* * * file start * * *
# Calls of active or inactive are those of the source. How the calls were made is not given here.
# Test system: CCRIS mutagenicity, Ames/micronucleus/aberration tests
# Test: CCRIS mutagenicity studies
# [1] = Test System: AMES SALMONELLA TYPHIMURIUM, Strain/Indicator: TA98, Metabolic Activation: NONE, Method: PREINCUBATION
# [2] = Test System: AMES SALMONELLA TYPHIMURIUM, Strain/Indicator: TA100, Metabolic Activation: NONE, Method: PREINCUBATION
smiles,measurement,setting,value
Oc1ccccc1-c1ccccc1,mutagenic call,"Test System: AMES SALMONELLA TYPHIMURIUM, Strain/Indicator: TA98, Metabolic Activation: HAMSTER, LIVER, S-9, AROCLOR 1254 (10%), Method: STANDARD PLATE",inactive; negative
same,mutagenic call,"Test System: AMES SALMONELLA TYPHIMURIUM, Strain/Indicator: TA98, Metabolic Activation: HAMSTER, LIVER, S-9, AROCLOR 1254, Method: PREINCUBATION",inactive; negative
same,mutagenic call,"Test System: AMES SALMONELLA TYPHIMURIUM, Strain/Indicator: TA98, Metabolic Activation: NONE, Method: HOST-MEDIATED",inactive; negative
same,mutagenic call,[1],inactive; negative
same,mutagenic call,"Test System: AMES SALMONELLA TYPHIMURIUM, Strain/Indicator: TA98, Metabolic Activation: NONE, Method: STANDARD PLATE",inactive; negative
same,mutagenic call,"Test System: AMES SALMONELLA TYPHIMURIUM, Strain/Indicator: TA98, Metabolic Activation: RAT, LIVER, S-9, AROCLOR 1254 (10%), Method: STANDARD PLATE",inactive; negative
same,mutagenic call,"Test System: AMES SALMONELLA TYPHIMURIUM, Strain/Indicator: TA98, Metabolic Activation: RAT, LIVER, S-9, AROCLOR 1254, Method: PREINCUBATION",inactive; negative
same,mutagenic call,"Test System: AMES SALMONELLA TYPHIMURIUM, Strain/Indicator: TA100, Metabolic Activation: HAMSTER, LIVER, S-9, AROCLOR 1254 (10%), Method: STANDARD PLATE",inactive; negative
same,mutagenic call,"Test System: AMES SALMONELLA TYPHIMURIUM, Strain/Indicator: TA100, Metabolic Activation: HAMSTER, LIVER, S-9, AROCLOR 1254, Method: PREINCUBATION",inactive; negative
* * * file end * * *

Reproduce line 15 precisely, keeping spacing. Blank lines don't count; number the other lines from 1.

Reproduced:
same,mutagenic call,"Test System: AMES SALMONELLA TYPHIMURIUM, Strain/Indicator: TA100, Metabolic Activation: HAMSTER, LIVER, S-9, AROCLOR 1254, Method: PREINCUBATION",inactive; negative